By Rita Nissan
Tuesday, August 28, 2007
As investigators continue to look into the deadly fire at the former Deutsche Bank building two weekends ago, there is shifting blame for the mess. NY1 Political reporter Rita Nissan filed the following report on the latest chapter in finger pointing.
There's lots of blame to go around. Democrats and Republicans are pointing fingers at each other for why the Deutsche Bank building was even still standing.
Democrats pounced on former Governor George Pataki. The building stood on his watch for five years after it was crippled in the September 11th terrorist attacks.
"You couldn't meet with them. They wouldn't talk to you,” said Manhattan Borough President Scott Stringer. “They totally didn't care. Everything they did was about their own politics."
The remarks from Stringer echoed what a fellow top Democrat said Monday. Assembly Speaker Sheldon Silver was quoted criticizing Pataki, but a day later he said was not interested in rehashing fights with his former sparring partner.
“What’s important is we go forward,” said Silver.
The GOP, meanwhile, shot at Pataki's successor. The Senate's number two Republican says Governor Eliot Spitzer's point man for rebuilding Lower Manhattan, Avi Schick, has been more focused on good public relations for his boss, than on tearing down the contaminated structure.
“He said that everything would change on day one, and now we’re almost nine months into his administration and nothing changed,” said State Senator Dean Skelos.
Republicans have not been shy about carping on the governor. He's currently embroiled in an ethics scandal. But with the fire near Ground Zero still fresh, the GOP has stayed away from casting blame, although a state agency under Spitzer owns the building.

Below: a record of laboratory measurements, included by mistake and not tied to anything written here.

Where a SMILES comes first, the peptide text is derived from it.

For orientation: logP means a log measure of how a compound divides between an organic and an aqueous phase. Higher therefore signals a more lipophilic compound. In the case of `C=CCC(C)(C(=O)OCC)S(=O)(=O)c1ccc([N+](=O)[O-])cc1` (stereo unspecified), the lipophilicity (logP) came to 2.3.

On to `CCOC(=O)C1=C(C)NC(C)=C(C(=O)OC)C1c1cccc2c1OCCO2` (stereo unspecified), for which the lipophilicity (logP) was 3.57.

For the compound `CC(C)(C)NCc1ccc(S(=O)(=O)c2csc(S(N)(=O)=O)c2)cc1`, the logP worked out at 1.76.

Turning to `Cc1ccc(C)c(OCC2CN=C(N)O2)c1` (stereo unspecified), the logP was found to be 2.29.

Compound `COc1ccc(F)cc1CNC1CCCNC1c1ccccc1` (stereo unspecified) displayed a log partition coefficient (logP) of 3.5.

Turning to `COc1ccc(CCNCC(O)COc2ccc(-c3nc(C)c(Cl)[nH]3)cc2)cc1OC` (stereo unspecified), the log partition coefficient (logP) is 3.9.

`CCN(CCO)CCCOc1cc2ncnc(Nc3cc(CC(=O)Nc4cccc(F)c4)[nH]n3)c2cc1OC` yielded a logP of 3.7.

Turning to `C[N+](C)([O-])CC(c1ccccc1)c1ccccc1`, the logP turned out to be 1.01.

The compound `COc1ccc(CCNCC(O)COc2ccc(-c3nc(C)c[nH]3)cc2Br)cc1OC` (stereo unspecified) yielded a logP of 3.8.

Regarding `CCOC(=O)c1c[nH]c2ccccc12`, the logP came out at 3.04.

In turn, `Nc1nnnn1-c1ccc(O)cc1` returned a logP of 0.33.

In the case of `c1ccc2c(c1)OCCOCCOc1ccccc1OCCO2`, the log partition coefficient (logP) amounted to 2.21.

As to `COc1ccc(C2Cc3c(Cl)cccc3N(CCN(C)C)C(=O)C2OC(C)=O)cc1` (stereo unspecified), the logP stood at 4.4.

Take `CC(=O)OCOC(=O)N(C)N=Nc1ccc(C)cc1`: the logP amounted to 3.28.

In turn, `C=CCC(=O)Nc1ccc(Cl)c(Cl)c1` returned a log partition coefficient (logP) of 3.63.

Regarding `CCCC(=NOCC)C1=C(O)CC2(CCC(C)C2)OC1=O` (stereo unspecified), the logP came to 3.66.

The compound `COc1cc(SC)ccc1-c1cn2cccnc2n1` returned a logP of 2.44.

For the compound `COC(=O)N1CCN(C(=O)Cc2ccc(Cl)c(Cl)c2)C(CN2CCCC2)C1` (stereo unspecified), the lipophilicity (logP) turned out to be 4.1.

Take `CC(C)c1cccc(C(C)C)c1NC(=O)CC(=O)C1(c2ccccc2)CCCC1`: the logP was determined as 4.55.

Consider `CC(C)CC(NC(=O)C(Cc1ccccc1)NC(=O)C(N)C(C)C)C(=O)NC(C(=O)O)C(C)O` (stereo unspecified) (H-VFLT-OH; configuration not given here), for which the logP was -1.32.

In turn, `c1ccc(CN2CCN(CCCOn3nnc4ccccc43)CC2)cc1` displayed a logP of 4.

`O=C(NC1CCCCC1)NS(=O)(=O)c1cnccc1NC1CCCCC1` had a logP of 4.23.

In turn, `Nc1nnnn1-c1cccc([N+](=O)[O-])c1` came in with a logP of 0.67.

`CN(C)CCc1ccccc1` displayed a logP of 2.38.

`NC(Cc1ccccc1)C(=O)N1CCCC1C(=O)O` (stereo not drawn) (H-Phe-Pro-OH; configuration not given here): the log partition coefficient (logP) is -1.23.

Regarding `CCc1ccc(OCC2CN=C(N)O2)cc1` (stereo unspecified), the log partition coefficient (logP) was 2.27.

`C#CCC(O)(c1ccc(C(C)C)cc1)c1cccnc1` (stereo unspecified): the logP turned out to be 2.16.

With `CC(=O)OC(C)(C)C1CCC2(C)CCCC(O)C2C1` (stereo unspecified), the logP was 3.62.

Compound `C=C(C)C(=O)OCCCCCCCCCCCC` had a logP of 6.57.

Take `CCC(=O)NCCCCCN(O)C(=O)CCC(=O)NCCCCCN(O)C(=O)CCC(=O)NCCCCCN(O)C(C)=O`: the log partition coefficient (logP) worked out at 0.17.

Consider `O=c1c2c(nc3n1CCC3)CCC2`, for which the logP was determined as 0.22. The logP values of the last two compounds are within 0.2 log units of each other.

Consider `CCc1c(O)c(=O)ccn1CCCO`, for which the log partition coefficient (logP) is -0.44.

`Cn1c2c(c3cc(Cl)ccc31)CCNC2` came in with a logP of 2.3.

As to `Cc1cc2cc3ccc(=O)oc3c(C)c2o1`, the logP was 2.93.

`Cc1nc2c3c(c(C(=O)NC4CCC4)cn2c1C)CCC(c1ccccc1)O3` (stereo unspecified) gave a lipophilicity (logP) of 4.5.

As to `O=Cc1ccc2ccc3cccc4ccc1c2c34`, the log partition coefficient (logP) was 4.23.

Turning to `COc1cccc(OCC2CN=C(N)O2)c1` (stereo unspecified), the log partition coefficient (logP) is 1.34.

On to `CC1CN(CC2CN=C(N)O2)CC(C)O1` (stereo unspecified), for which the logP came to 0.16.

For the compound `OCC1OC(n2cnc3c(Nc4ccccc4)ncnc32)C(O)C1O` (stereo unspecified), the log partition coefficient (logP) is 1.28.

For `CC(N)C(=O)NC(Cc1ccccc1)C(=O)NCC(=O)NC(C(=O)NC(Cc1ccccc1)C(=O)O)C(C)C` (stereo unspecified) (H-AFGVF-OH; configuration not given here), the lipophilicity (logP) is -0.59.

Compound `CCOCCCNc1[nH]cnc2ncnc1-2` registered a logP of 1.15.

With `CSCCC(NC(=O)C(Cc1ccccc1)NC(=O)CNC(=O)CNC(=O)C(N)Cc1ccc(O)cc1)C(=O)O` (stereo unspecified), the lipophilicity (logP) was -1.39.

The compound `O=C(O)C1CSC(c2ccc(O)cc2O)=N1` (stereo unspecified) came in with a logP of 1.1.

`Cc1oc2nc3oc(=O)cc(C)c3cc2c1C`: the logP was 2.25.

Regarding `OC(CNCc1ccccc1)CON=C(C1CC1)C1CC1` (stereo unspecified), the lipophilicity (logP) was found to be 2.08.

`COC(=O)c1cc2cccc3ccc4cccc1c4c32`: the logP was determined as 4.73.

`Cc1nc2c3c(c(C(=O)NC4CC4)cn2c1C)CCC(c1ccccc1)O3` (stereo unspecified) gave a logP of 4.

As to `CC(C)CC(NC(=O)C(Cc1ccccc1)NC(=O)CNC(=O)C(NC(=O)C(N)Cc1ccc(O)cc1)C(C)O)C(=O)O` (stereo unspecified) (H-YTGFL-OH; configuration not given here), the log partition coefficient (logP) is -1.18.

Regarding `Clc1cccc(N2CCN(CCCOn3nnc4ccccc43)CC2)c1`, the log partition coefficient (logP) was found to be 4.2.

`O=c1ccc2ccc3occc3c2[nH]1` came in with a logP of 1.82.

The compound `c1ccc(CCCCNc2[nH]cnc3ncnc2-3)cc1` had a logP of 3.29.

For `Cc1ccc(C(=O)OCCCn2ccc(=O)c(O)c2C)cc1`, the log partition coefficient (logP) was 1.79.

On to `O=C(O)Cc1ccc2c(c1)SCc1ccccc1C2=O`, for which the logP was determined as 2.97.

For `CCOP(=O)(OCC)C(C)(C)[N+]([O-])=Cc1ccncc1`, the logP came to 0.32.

Skelos changed that; he says days before the fire, Schick took The New York Times on a tour of the building to show how well the demolition was going.
“The issue is not about pointing fingers, blaming,” said Skelos. “[It’s about] getting to the truth.”
Not surprisingly, Democrats quickly came to Schick's defense. They say he and Spitzer have been more involved than the previous administration.
Speaker Silver has close ties to Schick. Although he bit his tongue about Pataki, others were not shy.
“Over the past years, the community board, the elected officials, my office, we wrote numerous letters expressing concern about the demolition of this building, and the environmental consequences,” said State Senator Martin Connor. “We wrote letters saying can one person be in charge. Who’s really in charge? Most of us didn’t get responses.”
A spokesperson for Pataki responded, "It would be inappropriate given the gravity of the situation to dignify these unfortunate misguided comments, other than to reiterate Governor Pataki's profound condolences to the families of our lost heroes."